Nerve Rush Turns One (3 Things I Learned)

This past Saturday, Joel Runyon and I celebrated our first anniversary.

Aww, shucks.

One year ago, with a mission to inspire gut-wrenching adventure and deconstruct extreme sports for the masses, Joel and I launched Nerve Rush to the world. We set out to interview professional athletes, to curate heart-wrenchingly cool content and ultimately, to tackle Red Bull as the #1 extreme sports brand.

Fast forward to this evening, 170 posts later.

Things, I must say, are going swimmingly. Traffic has shot up these last few months, and each week Joel and I are  speaking and working with some really cool people. Building Nerve Rush, I’ve taken away business lessons and experiences that will undoubtedly help me in the future.

In an effort to jot down my thoughts more frequently, here we go.

1. Scheduled Communication is Critical

Joel and I live in two different cities, so this was important to hash out early. After talking through our schedules and weekly bandwidth, we decided to speak at least once every two weeks via Skype or phone. Between then, we agreed to use email and our project management HQ to keep pushing projects forward. This continues to work well for us.

At HubSpot, I meet once every two weeks with my current manager for an hour long, one-on-one session. On my last team, I met once a week. In both cases, that frequency of communication worked really well.

I know Kristen and Shannon, founders of Revolution Apparel, as they worked remotely from each other to build their business, made a point to chat with each other at least once per day.

What kind of regular, communication do you have with your co-workers? Scheduled communication is critical to a team’s, a project’s and a company’s long-term success. Particularly when the agenda is clear, but that’s another bag of marbles.

2. Define an Organizational Process

Trello, Basecamp, Evernote, Dropbox — these are a few of the tools that groups can use to collaborate with each other online. Over the last year, I’ve become comfortable with my own personal organizational process, as well as a process that works for Joel and I as a team.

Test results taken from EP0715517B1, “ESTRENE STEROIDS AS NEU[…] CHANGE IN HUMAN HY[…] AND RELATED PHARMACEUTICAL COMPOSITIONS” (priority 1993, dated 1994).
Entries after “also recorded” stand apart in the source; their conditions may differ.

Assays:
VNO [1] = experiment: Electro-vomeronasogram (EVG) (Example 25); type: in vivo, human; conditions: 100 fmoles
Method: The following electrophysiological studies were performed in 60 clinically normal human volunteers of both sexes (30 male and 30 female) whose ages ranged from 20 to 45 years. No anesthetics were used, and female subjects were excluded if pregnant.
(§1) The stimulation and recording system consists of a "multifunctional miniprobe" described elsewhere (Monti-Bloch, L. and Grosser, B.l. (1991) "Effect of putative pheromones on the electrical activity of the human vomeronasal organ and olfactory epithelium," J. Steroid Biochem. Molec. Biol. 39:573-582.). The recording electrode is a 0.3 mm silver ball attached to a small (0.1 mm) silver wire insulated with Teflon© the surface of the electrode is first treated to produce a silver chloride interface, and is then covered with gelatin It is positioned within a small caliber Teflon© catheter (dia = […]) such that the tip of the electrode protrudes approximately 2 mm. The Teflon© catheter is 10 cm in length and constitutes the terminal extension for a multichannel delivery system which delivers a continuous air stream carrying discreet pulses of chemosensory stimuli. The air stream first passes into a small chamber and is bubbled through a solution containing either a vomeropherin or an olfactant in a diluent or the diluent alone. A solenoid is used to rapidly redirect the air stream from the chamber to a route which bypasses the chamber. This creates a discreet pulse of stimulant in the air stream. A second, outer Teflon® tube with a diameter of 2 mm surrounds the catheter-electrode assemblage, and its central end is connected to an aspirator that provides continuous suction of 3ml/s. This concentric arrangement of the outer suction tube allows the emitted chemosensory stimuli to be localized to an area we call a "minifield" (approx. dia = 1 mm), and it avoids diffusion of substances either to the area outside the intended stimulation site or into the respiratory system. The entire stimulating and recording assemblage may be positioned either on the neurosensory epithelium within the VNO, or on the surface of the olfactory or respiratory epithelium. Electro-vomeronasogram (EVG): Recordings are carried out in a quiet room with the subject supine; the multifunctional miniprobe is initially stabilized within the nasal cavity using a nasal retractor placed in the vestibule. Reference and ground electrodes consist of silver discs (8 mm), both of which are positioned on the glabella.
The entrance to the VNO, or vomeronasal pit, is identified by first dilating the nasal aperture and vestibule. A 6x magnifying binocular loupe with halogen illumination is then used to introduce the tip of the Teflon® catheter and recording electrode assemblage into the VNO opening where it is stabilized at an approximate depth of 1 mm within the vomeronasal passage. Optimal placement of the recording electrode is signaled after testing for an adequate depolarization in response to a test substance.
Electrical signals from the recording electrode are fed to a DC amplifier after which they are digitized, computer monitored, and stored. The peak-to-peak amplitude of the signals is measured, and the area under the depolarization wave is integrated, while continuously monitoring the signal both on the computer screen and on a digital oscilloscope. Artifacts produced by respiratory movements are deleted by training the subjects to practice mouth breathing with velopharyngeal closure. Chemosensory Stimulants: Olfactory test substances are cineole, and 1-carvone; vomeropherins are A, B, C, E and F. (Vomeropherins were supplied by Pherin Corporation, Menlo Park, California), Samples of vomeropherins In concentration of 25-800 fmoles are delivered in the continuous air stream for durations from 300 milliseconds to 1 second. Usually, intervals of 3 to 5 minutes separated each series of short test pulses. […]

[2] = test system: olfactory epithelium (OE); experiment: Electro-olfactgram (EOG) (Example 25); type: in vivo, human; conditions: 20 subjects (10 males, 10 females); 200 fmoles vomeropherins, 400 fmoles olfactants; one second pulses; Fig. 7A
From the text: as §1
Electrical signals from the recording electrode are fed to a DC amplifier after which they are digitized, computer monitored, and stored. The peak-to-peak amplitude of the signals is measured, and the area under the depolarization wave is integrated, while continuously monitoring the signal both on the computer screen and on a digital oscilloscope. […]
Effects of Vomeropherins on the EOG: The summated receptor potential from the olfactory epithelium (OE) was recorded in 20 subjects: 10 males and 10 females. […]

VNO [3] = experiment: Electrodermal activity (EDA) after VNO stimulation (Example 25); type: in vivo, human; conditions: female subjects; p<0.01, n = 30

Individually, I use a combination of Dropbox and Gmail tags/filters. As a team, Joel and I use Dropbox and Google Drive. There are a number of other tools that we use, but everything, in some  form or fashion, makes it onto Dropbox or Google Drive.

At HubSpot, my manager and I use one single Google Drive doc to track everything I’m working on. Personally, I use Evernote, Google Drive, Gmail and yes, a series of hand-written notes and post-its around the desk.

There is a lot more I’d like to say here, but I defer any additional insights on organization to David Allen’s Getting Things Done. A phenomenal read.

What tools and processes do you use to stay organized?

3. Deconstruct the Vision to Work Smarter, Not Harder

At any given moment, Joel and I have 101 half-brained ideas.

We constantly revisit our 30,000 ft. vision for Nerve Rush and break  that down into small, manageable tasks. By writing out these tasks, estimating what it will take to complete them, prioritizing them and relating them back to our vision, Joel and I have learned how to work smarter, not harder.

It’s been tough. We haven’t really pinned down a business model for Nerve Rush. At this point, we could see Nerve Rush manifesting in a lot of different ways.

And I think that’s OK.

We’re ready to pivot when the data starts pointing us in one direction versus another. For now, we’re testing out a series of these small, manageable tasks, each with it’s own micro-vision, to help us better assess our future plans.

I look forward to Nerve Rush’s future milestones, to working with Joel and to sharing these stories and insights with you.

In the meantime, stay adventurous out there.

#boom

2 thoughts on “Nerve Rush Turns One (3 Things I Learned)”

  1. Congrats on turning a year! My travel blog recently hit the one year milestone. I like the concept of working smarter not harder. I’ve done a few things to help streamline some tedious kinds of tasks. Also, I’m just starting to use dropbox and I’m quickly becoming quite the fan.

    1. Thanks man! Dropbox (and a number of other tools) have been a huge help. Makes certain project management tasks so much more efficient.

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